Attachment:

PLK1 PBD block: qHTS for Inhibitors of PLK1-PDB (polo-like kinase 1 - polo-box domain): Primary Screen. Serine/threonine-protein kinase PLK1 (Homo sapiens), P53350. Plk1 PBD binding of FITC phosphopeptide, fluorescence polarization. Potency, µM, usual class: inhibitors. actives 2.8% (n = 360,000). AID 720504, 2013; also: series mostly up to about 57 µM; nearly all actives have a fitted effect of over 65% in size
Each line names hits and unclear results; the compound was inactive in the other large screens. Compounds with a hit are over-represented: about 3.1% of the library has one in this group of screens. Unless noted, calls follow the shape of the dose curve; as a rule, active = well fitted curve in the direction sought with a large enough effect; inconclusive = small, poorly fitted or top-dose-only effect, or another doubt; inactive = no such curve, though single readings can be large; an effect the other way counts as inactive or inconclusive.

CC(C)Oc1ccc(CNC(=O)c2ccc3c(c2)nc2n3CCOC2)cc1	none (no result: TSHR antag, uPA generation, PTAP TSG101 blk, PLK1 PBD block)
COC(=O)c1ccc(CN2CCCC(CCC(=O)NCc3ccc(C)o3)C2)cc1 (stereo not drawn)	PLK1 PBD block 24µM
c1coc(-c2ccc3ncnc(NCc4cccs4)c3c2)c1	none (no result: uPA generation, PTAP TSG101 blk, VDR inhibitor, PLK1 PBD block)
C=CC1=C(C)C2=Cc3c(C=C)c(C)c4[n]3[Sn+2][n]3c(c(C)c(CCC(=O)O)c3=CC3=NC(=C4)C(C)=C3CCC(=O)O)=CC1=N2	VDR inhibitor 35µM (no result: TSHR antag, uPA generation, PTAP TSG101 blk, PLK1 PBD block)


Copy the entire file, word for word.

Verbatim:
PLK1 PBD block: qHTS for Inhibitors of PLK1-PDB (polo-like kinase 1 - polo-box domain): Primary Screen. Serine/threonine-protein kinase PLK1 (Homo sapiens), P53350. Plk1 PBD binding of FITC phosphopeptide, fluorescence polarization. Potency, µM, usual class: inhibitors. actives 2.8% (n = 360,000). AID 720504, 2013; also: series mostly up to about 57 µM; nearly all actives have a fitted effect of over 65% in size
Each line names hits and unclear results; the compound was inactive in the other large screens. Compounds with a hit are over-represented: about 3.1% of the library has one in this group of screens. Unless noted, calls follow the shape of the dose curve; as a rule, active = well fitted curve in the direction sought with a large enough effect; inconclusive = small, poorly fitted or top-dose-only effect, or another doubt; inactive = no such curve, though single readings can be large; an effect the other way counts as inactive or inconclusive.

CC(C)Oc1ccc(CNC(=O)c2ccc3c(c2)nc2n3CCOC2)cc1	none (no result: TSHR antag, uPA generation, PTAP TSG101 blk, PLK1 PBD block)
COC(=O)c1ccc(CN2CCCC(CCC(=O)NCc3ccc(C)o3)C2)cc1 (stereo not drawn)	PLK1 PBD block 24µM
c1coc(-c2ccc3ncnc(NCc4cccs4)c3c2)c1	none (no result: uPA generation, PTAP TSG101 blk, VDR inhibitor, PLK1 PBD block)
C=CC1=C(C)C2=Cc3c(C=C)c(C)c4[n]3[Sn+2][n]3c(c(C)c(CCC(=O)O)c3=CC3=NC(=C4)C(C)=C3CCC(=O)O)=CC1=N2	VDR inhibitor 35µM (no result: TSHR antag, uPA generation, PTAP TSG101 blk, PLK1 PBD block)